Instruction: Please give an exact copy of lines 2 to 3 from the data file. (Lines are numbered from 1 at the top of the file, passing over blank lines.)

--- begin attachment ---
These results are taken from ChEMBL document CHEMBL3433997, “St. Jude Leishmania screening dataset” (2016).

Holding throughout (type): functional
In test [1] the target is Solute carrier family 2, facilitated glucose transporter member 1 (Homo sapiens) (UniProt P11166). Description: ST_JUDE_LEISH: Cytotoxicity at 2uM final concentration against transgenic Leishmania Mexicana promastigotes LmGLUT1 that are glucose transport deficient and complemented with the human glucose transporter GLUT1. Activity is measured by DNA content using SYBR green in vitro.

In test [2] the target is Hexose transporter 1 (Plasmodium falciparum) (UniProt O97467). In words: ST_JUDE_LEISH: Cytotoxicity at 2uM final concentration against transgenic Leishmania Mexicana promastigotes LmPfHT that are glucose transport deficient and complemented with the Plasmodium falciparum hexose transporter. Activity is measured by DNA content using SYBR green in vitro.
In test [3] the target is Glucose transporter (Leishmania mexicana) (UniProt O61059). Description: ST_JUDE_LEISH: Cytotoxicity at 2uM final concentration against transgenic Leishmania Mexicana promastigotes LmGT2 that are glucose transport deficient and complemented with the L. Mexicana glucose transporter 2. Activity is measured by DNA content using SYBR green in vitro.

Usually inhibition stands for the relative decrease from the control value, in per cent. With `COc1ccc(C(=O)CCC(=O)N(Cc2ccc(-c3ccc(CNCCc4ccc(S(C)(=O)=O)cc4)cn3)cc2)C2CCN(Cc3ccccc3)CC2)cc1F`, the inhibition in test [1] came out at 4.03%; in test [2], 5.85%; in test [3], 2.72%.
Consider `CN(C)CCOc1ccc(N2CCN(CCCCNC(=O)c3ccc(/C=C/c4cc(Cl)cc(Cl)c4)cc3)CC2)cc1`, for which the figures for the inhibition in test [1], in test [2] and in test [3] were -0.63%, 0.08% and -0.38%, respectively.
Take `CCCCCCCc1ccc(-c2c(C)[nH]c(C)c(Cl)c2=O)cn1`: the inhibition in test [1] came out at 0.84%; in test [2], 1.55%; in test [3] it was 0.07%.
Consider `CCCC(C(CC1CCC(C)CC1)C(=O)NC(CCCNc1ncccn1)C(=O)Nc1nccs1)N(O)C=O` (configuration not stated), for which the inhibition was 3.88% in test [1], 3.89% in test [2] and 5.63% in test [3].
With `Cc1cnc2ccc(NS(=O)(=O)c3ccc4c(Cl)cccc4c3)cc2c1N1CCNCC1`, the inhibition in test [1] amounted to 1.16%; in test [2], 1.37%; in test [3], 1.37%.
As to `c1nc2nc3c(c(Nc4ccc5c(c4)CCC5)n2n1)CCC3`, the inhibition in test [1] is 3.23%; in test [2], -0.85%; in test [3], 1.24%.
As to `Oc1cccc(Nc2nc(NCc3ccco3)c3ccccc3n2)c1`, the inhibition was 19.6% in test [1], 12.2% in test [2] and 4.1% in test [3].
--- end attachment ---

Holding throughout (type): functional
In test [1] the target is Solute carrier family 2, facilitated glucose transporter member 1 (Homo sapiens) (UniProt P11166). Description: ST_JUDE_LEISH: Cytotoxicity at 2uM final concentration against transgenic Leishmania Mexicana promastigotes LmGLUT1 that are glucose transport deficient and complemented with the human glucose transporter GLUT1. Activity is measured by DNA content using SYBR green in vitro.